New Look at Geysers on Saturn Moon Chills Chances of Life

<< Back to Page 1   Page 2 of 2

A second Nature study suggests that Enceladus's orbit, and corresponding tides on Saturn, could make the geyser eruptions regular and predictable.

Though the ice-friction theory could strike a blow to hopes for liquid water near the moon's surface, the theory still proposes that liquid water exist somewhere inside Enceladus.

"We suggest that you need to have an ocean somewhere down there," Nimmo explained.

"If you didn't, the ice shell would be stuck to the rigid rock interior [and would not move]. If there is an ocean below and the ice shell is floating, it could move to produce the friction and heating."

Amy Simon-Miller, an astrophysicist at NASA's Goddard Space Flight Center in Maryland, says it may be some time before Enceladus's true nature is known.

"The details of the internal structure may or may not be discernable from these predictions," she cautioned, "because Cassini is just not optimized for studying Enceladus.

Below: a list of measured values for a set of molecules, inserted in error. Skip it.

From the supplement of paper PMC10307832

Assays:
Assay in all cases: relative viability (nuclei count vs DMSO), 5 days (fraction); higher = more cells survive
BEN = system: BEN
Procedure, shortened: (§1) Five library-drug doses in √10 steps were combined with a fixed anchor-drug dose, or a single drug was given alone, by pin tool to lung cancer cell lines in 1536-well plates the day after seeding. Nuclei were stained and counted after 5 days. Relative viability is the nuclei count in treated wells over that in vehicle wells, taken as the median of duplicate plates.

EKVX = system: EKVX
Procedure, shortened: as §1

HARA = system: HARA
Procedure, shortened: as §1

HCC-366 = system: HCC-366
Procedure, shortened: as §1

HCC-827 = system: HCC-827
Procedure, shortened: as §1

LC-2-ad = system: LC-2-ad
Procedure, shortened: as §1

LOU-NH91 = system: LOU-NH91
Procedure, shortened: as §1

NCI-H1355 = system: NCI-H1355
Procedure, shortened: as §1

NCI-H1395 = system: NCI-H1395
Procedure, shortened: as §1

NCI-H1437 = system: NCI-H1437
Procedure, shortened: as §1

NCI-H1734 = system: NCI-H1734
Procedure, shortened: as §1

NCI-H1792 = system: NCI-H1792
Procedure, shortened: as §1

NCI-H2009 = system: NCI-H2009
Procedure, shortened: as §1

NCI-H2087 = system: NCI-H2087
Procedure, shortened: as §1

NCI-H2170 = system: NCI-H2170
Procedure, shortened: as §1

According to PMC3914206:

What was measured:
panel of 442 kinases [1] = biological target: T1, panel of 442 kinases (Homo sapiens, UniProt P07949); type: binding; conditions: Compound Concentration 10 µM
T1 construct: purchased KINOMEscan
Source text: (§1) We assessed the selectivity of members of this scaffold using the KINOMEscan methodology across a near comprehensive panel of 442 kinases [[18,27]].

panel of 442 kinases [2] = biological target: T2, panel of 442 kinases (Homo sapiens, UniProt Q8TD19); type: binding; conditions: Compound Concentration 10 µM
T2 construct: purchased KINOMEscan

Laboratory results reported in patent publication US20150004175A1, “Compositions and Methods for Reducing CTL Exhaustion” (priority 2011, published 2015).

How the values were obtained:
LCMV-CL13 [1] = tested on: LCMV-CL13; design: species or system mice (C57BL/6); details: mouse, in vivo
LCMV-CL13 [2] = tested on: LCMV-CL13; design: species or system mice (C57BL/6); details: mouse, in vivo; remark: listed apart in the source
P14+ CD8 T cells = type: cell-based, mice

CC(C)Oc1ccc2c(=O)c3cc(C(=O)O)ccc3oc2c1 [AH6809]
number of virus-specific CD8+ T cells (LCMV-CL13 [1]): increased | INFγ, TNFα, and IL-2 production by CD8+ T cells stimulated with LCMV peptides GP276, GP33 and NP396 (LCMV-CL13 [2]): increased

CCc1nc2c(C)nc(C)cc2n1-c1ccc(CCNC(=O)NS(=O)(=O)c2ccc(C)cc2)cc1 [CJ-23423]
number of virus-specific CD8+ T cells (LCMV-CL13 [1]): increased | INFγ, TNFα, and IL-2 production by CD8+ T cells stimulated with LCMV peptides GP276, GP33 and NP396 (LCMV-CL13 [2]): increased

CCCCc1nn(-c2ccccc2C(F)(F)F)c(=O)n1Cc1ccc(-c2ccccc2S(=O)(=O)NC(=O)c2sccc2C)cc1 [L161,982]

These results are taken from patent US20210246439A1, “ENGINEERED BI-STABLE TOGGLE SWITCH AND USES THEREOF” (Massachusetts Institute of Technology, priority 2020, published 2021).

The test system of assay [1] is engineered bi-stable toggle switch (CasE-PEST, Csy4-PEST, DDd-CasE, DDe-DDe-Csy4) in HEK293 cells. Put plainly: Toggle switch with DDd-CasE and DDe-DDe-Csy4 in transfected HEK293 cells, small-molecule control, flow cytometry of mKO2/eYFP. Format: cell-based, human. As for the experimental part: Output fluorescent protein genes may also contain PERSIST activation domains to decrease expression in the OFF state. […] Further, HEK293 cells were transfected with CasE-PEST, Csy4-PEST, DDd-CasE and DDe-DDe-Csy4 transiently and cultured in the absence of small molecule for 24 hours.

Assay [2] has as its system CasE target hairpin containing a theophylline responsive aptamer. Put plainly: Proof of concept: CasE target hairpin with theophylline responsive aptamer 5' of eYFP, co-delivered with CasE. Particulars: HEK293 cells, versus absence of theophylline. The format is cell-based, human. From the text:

"We probably won't get a good sense of the interior until we can send [a] dedicated mission."

Free Email News Updates
Sign up for our Inside National Geographic newsletter. Every two weeks we'll send you our top stories and pictures (see sample).

<< Back to Page 1   Page 2 of 2


SOURCES AND RELATED WEB SITES

ADVERTISEMENT

NATIONAL GEOGRAPHIC'S PHOTO OF THE DAY

NEWS FEEDS     After installing a news reader, click on this icon to download National Geographic News's XML/RSS feed.   After installing a news reader, click on this icon to download National Geographic News's XML/RSS feed.

Get our news delivered directly to your desktop—free.
How to Use XML or RSS

National Geographic Daily News To-Go

Listen to your favorite National Geographic news daily, anytime, anywhere from your mobile phone. No wires or syncing. Download Stitcher free today.
Click here to get 12 months of National Geographic Magazine for $15.